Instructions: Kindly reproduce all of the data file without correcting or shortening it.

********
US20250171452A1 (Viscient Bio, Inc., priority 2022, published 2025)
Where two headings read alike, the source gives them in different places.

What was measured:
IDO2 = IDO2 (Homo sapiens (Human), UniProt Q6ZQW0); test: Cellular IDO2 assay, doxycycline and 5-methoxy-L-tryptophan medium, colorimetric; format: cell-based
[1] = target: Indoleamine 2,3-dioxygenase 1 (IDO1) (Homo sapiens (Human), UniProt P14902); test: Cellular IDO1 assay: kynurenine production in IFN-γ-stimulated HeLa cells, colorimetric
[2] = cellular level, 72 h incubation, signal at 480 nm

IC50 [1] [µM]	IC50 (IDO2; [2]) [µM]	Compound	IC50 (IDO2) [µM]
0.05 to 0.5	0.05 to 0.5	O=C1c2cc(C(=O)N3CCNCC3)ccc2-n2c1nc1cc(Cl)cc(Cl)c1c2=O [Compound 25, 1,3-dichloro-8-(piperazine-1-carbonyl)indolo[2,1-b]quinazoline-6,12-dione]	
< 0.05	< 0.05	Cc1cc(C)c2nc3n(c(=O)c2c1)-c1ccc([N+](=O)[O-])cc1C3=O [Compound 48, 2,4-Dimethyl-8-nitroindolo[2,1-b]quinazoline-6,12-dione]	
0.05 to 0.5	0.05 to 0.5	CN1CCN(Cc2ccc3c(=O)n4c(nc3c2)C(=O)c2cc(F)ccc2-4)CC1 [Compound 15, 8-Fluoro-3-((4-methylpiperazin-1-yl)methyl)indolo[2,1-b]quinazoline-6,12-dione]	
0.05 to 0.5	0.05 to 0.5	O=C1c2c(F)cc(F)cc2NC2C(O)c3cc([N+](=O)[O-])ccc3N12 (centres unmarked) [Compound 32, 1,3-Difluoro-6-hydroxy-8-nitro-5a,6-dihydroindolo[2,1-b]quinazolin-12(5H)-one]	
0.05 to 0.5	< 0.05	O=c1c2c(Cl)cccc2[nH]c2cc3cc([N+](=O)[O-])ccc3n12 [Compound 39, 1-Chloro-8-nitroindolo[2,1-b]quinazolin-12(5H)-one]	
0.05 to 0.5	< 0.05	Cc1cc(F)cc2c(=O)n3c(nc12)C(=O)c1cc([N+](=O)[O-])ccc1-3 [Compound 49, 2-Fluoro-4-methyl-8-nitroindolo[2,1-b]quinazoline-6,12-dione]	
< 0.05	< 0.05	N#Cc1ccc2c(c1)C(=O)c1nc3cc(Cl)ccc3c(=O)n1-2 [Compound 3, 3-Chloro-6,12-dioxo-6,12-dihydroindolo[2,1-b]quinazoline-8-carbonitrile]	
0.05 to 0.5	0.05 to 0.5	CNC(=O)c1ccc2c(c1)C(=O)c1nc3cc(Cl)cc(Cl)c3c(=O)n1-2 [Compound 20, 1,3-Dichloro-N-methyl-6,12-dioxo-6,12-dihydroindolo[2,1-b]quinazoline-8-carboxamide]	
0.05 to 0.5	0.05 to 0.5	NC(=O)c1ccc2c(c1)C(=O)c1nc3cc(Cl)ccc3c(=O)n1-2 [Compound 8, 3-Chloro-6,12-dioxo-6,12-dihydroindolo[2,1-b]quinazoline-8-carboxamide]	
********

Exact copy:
US20250171452A1 (Viscient Bio, Inc., priority 2022, published 2025)
Where two headings read alike, the source gives them in different places.

What was measured:
IDO2 = IDO2 (Homo sapiens (Human), UniProt Q6ZQW0); test: Cellular IDO2 assay, doxycycline and 5-methoxy-L-tryptophan medium, colorimetric; format: cell-based
[1] = target: Indoleamine 2,3-dioxygenase 1 (IDO1) (Homo sapiens (Human), UniProt P14902); test: Cellular IDO1 assay: kynurenine production in IFN-γ-stimulated HeLa cells, colorimetric
[2] = cellular level, 72 h incubation, signal at 480 nm

IC50 [1] [µM]	IC50 (IDO2; [2]) [µM]	Compound	IC50 (IDO2) [µM]
0.05 to 0.5	0.05 to 0.5	O=C1c2cc(C(=O)N3CCNCC3)ccc2-n2c1nc1cc(Cl)cc(Cl)c1c2=O [Compound 25, 1,3-dichloro-8-(piperazine-1-carbonyl)indolo[2,1-b]quinazoline-6,12-dione]	
< 0.05	< 0.05	Cc1cc(C)c2nc3n(c(=O)c2c1)-c1ccc([N+](=O)[O-])cc1C3=O [Compound 48, 2,4-Dimethyl-8-nitroindolo[2,1-b]quinazoline-6,12-dione]	
0.05 to 0.5	0.05 to 0.5	CN1CCN(Cc2ccc3c(=O)n4c(nc3c2)C(=O)c2cc(F)ccc2-4)CC1 [Compound 15, 8-Fluoro-3-((4-methylpiperazin-1-yl)methyl)indolo[2,1-b]quinazoline-6,12-dione]	
0.05 to 0.5	0.05 to 0.5	O=C1c2c(F)cc(F)cc2NC2C(O)c3cc([N+](=O)[O-])ccc3N12 (centres unmarked) [Compound 32, 1,3-Difluoro-6-hydroxy-8-nitro-5a,6-dihydroindolo[2,1-b]quinazolin-12(5H)-one]	
0.05 to 0.5	< 0.05	O=c1c2c(Cl)cccc2[nH]c2cc3cc([N+](=O)[O-])ccc3n12 [Compound 39, 1-Chloro-8-nitroindolo[2,1-b]quinazolin-12(5H)-one]	
0.05 to 0.5	< 0.05	Cc1cc(F)cc2c(=O)n3c(nc12)C(=O)c1cc([N+](=O)[O-])ccc1-3 [Compound 49, 2-Fluoro-4-methyl-8-nitroindolo[2,1-b]quinazoline-6,12-dione]	
< 0.05	< 0.05	N#Cc1ccc2c(c1)C(=O)c1nc3cc(Cl)ccc3c(=O)n1-2 [Compound 3, 3-Chloro-6,12-dioxo-6,12-dihydroindolo[2,1-b]quinazoline-8-carbonitrile]	
0.05 to 0.5	0.05 to 0.5	CNC(=O)c1ccc2c(c1)C(=O)c1nc3cc(Cl)cc(Cl)c3c(=O)n1-2 [Compound 20, 1,3-Dichloro-N-methyl-6,12-dioxo-6,12-dihydroindolo[2,1-b]quinazoline-8-carboxamide]	
0.05 to 0.5	0.05 to 0.5	NC(=O)c1ccc2c(c1)C(=O)c1nc3cc(Cl)ccc3c(=O)n1-2 [Compound 8, 3-Chloro-6,12-dioxo-6,12-dihydroindolo[2,1-b]quinazoline-8-carboxamide]	